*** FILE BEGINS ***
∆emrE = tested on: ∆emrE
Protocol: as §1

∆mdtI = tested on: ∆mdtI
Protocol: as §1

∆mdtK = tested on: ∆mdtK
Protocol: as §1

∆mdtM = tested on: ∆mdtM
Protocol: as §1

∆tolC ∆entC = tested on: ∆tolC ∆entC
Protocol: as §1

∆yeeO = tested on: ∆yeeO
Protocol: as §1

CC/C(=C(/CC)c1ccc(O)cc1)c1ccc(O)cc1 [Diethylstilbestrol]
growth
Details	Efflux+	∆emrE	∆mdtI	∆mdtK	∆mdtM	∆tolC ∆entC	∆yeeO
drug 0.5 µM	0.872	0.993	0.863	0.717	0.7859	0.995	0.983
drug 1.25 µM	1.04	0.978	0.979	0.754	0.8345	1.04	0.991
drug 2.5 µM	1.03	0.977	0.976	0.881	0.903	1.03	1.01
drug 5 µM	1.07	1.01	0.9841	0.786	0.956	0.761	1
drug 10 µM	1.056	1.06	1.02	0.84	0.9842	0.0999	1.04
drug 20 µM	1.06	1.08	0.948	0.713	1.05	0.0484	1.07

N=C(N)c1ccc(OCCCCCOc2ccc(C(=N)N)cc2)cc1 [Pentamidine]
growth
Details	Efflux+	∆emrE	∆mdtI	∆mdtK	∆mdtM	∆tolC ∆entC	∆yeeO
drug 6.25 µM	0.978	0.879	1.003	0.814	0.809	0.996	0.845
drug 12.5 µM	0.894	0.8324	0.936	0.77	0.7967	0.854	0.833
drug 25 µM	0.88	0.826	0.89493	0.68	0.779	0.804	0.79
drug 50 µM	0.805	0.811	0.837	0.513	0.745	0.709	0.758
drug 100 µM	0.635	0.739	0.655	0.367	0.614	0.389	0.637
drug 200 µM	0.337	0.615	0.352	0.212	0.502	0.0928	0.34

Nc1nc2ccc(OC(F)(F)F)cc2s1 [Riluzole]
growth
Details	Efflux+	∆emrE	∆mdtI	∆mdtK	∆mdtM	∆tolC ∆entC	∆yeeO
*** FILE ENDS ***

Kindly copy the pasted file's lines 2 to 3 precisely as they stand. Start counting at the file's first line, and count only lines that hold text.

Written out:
Protocol: as §1

∆mdtI = tested on: ∆mdtI